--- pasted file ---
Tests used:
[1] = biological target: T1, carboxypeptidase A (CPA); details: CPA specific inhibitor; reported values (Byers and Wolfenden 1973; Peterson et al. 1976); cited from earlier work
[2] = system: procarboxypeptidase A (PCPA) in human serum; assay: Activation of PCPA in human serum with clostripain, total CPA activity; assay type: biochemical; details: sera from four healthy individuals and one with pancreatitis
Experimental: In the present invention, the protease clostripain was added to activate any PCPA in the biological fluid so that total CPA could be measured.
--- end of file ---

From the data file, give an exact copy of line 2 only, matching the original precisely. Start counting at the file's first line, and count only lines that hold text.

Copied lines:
[1] = biological target: T1, carboxypeptidase A (CPA); details: CPA specific inhibitor; reported values (Byers and Wolfenden 1973; Peterson et al. 1976); cited from earlier work